The Colleges of Oxford University have introduced a History Aptitude Test (HAT) for use in the selection of candidates for all degree courses involving History. This test, which aims to examine the skills and potentialities required for the study of History at university, gives us an objective basis for comparing candidates from different backgrounds, including mature applicants and those from different countries. It is designed to be challenging, in order to differentiate effectively between the most able applicants for university courses, including those who may have achieved or can be expected to achieve the highest possible grades in their examinations.
The Faculty of History is working in partnership with Cambridge Assessment Admissions Testing (CAAT) (formerly Admissions Testing Service) to administer the History Aptitude Test. As in previous years, in addition to their application to the University, candidates will need to be registered for the History Aptitude Test (HAT) by 6pm BST on Monday 15th October 2018 via CAAT's secure Entries Extranet. Further information will be available on CAAT tests website-www.hatoxford.org.uk.
Please see the PDF documents below and our HAT video for details of how and when to register candidates.
Please also note that for entry into History and Economics in 2019 students must be registered to take the Thinking Skills Assessment (TSA) Section 1 and be registered for it by 6pm BST on Monday 15th October 2018 via CAAT's secure Entries Extranet. Further information will be available on CAAT website- http://www.admissionstestingservice.org/for-test-takers/thinking-skills-assessment/tsa-oxford/about-tsa-oxford/.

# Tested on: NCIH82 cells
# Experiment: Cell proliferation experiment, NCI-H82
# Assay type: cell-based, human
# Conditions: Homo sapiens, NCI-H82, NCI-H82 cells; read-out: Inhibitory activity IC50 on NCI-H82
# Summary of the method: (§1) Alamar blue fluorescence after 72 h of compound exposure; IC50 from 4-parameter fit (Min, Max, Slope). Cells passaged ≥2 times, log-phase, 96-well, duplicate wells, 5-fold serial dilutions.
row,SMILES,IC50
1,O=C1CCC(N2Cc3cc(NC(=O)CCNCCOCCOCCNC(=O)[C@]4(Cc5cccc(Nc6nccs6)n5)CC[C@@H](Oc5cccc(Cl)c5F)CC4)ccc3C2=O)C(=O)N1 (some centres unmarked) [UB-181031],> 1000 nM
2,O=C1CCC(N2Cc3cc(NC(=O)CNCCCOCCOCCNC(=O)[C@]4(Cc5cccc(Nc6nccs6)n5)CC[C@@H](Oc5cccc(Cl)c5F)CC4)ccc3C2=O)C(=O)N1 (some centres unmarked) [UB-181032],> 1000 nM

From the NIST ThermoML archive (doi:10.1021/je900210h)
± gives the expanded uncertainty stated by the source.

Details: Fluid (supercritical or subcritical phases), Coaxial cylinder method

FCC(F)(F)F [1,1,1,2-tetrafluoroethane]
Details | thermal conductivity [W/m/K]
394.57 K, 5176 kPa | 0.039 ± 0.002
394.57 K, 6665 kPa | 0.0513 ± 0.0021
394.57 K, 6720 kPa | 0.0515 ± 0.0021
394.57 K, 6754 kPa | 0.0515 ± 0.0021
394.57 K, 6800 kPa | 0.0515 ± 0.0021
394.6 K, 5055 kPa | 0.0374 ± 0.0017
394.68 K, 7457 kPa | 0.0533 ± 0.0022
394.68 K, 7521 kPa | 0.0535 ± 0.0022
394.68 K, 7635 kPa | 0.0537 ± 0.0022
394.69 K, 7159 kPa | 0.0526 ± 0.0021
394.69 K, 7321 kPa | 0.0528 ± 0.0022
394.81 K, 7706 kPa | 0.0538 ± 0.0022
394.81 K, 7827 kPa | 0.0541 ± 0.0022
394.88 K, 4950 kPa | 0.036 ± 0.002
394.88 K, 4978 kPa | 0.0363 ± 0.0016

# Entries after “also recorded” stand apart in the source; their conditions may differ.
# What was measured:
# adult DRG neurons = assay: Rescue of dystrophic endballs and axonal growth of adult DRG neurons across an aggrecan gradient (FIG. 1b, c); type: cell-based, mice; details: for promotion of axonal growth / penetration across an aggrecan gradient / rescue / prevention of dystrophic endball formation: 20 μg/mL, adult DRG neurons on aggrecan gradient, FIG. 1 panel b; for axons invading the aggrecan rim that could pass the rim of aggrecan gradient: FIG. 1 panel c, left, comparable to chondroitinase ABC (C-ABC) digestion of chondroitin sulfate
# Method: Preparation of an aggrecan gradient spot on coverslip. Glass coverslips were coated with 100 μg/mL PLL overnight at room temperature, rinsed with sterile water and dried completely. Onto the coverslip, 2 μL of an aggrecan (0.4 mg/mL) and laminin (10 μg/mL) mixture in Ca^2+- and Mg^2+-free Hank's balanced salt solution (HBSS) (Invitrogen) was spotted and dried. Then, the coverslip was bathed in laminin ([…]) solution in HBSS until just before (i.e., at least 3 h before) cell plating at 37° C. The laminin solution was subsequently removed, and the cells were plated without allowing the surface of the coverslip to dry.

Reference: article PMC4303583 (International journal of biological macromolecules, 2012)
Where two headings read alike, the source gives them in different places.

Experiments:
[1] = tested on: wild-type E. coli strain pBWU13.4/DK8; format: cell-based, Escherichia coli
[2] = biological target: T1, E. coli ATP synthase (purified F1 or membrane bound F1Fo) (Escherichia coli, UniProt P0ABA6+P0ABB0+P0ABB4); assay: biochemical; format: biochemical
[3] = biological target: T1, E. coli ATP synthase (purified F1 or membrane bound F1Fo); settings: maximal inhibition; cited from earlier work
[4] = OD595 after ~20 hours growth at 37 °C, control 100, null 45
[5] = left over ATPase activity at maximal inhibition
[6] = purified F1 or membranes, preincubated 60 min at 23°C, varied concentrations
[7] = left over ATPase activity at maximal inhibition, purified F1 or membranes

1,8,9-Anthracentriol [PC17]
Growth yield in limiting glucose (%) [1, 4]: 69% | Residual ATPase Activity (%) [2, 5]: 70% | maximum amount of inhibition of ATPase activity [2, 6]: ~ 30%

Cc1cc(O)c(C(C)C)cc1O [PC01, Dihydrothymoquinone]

What is the nature of the test?
The HAT is a two-hour test, which requires candidates to read two extracts and answer a total of four questions about them. One of the extracts will be from a work of History; candidates will be asked questions to test their comprehension of the arguments and ideas in it, their capacity to apply those ideas to historical situations they know about, and their ability to think and make judgments about the extract as a piece of historical writing. The other extract will be from a primary source, and candidates will be asked to offer thoughtful interpretations of its content without knowing anything about its context.
The HAT is a test of skills, not substantive historical knowledge. It is designed so that candidates should find it equally challenging, regardless of what period(s) they have studied or what school examinations they are taking.